How Do I Make Alcohol With My SmartStill?Jimmy | April 19, 2008
We get a lot of people hitting this site from the search engines with queries such as ‘How do I make alcohol with my SmartStill?’. The short answer is that you can’t. But don’t despair! The good news is, you don’t actually need to. To understand why, you need to understand the process of alcohol distillation – here is a guide that tells you everything you need to know to make spirits with your SmartStill or EasyStill.
Uh… I thought you could make spirits with these things?
You’ll have to forgive me for nitpicking a little in my opening paragraph – I know a lot of people want to use their SmartStill/EasyStill to make vodka or other spirits, and this is perfectly possible. The issue comes when we talk about ‘making alcohol’, because that isn’t the way it works.
Alcohol is made as a by-product of the fermentation process, and that subject will be covered in another article. Distillation is something else entirely. If you already know all of this, then fine – you can go to the top of the class. If you’re new to the subject, hopefully this will be a useful primer. Home distillation is relatively safe, providing you understand what you’re doing and take adequate precautions, and that’s what this article is all about.
Home distillation is illegal in many countries – check your local laws before proceeding!
The basic principle of distillation
What a still actually does (by a process known as distillation, obviously) is to take the alcohol from a solution and leave behind the water and other unwanted chemicals. When you distill something, you’ll end up with the same amount of alcohol as you started with (near enough at least, some is lost to evaporation, etc) – the point being that you’ll have strong, pure alcohol in your collection vessel, and sour contaminated water left in the still.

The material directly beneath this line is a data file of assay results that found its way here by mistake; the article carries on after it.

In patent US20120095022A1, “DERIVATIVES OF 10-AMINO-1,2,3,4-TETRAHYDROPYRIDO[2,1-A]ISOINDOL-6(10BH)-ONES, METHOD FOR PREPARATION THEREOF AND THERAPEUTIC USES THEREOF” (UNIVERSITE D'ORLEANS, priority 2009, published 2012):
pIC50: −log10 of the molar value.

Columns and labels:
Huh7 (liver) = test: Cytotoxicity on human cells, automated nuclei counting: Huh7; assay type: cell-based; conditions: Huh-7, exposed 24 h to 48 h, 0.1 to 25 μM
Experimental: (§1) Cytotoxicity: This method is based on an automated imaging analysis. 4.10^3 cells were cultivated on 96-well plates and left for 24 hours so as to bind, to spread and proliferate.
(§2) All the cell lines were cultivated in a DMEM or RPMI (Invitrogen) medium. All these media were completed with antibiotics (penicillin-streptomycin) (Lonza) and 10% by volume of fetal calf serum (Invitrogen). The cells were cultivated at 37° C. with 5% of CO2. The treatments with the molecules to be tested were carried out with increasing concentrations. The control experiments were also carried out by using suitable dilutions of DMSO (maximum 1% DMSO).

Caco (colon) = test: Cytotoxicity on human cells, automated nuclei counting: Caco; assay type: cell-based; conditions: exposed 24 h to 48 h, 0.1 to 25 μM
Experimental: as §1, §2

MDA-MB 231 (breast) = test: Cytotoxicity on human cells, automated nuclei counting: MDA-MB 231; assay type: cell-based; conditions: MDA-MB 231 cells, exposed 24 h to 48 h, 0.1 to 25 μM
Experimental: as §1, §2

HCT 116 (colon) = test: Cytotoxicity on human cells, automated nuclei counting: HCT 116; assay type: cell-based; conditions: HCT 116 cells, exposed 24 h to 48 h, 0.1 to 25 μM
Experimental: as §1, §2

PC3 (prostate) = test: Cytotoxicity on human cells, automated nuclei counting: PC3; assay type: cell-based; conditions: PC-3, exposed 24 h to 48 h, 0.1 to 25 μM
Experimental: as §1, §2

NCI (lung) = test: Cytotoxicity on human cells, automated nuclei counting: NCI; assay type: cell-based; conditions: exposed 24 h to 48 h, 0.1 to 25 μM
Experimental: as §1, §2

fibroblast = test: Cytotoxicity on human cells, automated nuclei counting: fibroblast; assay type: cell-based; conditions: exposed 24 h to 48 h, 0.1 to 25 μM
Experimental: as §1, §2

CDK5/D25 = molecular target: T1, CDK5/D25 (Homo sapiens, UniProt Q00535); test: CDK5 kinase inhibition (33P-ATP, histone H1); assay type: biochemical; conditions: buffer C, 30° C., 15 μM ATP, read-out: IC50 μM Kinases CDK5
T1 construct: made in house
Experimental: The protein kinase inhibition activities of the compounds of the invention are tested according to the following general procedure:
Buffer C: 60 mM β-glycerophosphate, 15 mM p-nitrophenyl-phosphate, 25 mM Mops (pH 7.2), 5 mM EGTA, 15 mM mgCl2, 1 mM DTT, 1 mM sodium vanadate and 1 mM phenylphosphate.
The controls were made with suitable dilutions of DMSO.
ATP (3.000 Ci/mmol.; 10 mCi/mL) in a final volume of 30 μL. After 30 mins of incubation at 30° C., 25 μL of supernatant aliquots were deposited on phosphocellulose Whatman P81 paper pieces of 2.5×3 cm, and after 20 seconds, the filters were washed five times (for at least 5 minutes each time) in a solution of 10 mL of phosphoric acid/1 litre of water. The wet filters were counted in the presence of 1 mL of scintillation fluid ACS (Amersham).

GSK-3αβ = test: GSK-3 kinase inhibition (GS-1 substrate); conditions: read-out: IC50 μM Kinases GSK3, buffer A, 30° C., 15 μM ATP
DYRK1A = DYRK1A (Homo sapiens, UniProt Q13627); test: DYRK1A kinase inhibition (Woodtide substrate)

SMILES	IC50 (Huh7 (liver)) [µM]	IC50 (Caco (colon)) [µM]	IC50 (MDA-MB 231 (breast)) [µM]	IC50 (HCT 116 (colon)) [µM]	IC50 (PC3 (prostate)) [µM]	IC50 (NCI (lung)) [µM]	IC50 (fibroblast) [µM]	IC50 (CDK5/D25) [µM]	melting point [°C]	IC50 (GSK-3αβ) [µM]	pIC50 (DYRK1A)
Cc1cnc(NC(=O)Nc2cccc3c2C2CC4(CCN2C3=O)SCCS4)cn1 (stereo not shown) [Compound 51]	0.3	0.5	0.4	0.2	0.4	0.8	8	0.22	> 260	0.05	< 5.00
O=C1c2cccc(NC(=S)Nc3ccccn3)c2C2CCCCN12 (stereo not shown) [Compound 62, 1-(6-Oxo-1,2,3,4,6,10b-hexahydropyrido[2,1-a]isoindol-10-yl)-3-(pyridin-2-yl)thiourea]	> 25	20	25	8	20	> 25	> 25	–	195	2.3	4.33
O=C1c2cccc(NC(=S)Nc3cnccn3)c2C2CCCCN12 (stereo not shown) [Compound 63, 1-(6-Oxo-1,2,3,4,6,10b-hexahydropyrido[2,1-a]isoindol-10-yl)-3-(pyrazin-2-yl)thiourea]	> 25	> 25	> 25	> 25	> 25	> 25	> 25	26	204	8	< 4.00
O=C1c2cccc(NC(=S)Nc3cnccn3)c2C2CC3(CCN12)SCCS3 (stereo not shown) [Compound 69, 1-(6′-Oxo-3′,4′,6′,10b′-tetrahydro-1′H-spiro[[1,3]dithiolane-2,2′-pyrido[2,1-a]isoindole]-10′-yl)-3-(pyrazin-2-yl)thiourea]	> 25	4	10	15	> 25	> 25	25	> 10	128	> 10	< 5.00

That’s why we do it, to purify what we have, to make it taste better and to get rid of the unwanted elements. We don’t do it to ‘make alcohol’, which seems to be a common misconception – the alcohol is already there. If you don’t understand this part then you’ll never get anywhere with this hobby. Distilling purifies and concentrates alcohol, it does not make it.
OK, so what kind of alcohol is in rum or gin or whatever?
Another thing you need to be aware of is that alcohol (for drinking purposes at least) is the same alcohol no matter what type of drink you’re talking about. Whiskey, vodka, rum, gin, beer, wine – the alcohol contained within them is all the same stuff by and large, namely ethanol. What differs between them is the flavourings and preparation methods.
This means that if you put the finest single malt scotch whiskey through a decent reflux column still that is set up that way, you’ll get pure ethanol out of it – vodka in other words. All the flavourings and things that make it special have been removed, and you’re left with just the alcohol itself. With me so far? The lesson here is that you can distill the alcohol out of any suitable starting liquid, the tricky part lies in leaving enough of the other stuff in there to get the right flavour. That’s a complex subject which we will cover in another article, for now we’ll just look at getting you started.
So can I distill some wine, or do I need to ferment a wash?
Home distillers will typically ferment their own wash (the pre-distilled liquid containing the alcohol, sometimes called a mash) because that is the most cost effective and enjoyable way to do things. For the purposes of this explanation, I’d like you to think about commercially available alcohol instead – red wine for example. Many people wouldn’t bother distilling wine as it would cost as much as buying the spirit in the first place, but it works as an example.
A typical bottle of wine from a supermarket might contain around 10% ABV (Alcohol By Volume). If you had a still that was 100% efficient, then you could distill the pure alcohol from a litre of wine and you’d end up with…? Yes, well done – 100ml of 100% ABV spirit – a tenth of the original volume, because ten percent of it was made up of alcohol. Of course, it wouldn’t taste like wine – it would be pure ethanol, and you’d be insane to drink it anyway as it would be strong enough to kill you. Even the best still wouldn’t achieve this purity level, but you get the point I’m trying to make.
When do we get to the good stuff? I’m thirsty!